Some scientists never achieve any prominence outside their fields of expertise, whereas others capture the popular imagination or become linked to a famous discovery. Lamarck belongs to the unfortunate group whose discoveries nearly catapult them to fame before another scientist gains the credit, leaving them holding the bouquet. To be fair, Lamarck isn't unknown, but he has become notorious rather than famous. He is known to most people as a figure unfavourably compared with Charles Darwin, as he also proposed a popular theory of evolution - however, Lamarck's was fatally flawed.
The life of the Chevalier
Jean Baptiste Pierre Antoine de Monet, Chevalier de Lamarck (1744 - 1829) was the youngest of eleven children in a noble, but not wealthy, French family. Science came to him as a career after several others had been attempted. Intended for the priesthood, he was sent to the Jesuit seminary at Amiens when he was twelve. However, when he was seventeen, shortly after his father died, he left to join the French army. He allegedly1 distinguished himself in battle in Germany and was made an officer, but was invalided out of the army on a measly pension a few years later after a peacetime accident2.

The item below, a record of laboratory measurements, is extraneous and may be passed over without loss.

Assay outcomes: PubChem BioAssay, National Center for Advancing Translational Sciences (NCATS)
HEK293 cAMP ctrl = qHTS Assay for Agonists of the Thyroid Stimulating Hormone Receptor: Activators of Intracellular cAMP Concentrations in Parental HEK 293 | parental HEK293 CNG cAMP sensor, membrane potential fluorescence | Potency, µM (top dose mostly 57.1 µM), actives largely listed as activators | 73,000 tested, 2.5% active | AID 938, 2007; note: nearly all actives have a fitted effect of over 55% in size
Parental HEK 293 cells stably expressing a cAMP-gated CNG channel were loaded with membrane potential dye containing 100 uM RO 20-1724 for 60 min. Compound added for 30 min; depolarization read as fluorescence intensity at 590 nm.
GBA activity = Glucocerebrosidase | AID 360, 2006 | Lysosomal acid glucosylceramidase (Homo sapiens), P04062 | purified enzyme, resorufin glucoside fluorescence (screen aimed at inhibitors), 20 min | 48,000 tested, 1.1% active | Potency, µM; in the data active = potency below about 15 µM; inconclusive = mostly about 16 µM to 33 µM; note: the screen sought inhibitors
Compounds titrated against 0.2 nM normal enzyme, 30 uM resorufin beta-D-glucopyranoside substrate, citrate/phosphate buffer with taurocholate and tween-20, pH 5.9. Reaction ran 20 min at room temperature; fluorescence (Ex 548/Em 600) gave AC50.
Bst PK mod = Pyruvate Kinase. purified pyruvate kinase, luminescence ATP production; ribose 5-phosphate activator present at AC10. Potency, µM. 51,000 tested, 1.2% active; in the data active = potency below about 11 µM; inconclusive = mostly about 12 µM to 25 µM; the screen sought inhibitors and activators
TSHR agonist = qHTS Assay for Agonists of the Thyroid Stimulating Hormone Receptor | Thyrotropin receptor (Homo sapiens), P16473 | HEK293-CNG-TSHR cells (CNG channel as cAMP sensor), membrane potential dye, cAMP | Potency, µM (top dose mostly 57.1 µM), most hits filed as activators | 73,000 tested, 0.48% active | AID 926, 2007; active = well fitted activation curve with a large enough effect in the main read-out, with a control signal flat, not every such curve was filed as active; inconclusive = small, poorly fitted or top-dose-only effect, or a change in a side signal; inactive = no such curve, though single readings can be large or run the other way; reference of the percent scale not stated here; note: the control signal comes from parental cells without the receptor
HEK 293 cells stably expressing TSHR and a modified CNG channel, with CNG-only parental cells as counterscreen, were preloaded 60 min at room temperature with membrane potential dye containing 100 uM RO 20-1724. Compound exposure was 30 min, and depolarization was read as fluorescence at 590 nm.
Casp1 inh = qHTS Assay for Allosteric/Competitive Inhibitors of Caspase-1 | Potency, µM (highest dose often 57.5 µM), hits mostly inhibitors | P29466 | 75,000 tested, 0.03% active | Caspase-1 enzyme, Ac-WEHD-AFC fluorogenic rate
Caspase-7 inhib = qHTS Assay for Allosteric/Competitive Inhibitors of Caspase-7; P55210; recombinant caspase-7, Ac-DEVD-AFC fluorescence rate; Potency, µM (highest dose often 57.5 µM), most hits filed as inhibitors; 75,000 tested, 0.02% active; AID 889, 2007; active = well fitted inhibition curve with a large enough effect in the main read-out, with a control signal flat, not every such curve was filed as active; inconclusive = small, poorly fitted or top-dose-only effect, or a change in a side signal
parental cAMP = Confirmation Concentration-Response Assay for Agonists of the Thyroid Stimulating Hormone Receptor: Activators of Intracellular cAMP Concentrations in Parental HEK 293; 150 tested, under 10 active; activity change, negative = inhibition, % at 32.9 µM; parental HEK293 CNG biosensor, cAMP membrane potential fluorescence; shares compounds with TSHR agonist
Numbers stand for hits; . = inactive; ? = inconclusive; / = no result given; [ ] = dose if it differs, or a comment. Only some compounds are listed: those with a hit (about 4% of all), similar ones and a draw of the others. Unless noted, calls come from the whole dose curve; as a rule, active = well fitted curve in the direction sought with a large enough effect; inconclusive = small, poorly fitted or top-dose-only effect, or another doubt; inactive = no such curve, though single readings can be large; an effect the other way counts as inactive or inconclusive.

Lamarck then spent some time as a bank clerk, but became interested in botany, and also in medicine (which one of his brothers was studying). He gave up on both finance and medicine, and after ten years of study succeeded in having his Flore Française published, helped by the patronage of Buffon, a prestigious French botanist. This book became a standard work for many years (so Lamarck wasn't entirely without acclaim in his lifetime). Lamarck was elected to the French Academy of Sciences in 1779, the year after the book was first published, and appointed assistant botanist at the royal botanical garden - the Jardin des Plantes. This was more than simply horticulture and involved the collection of new species as well as medical education and biological research.
Professor of Invertebrates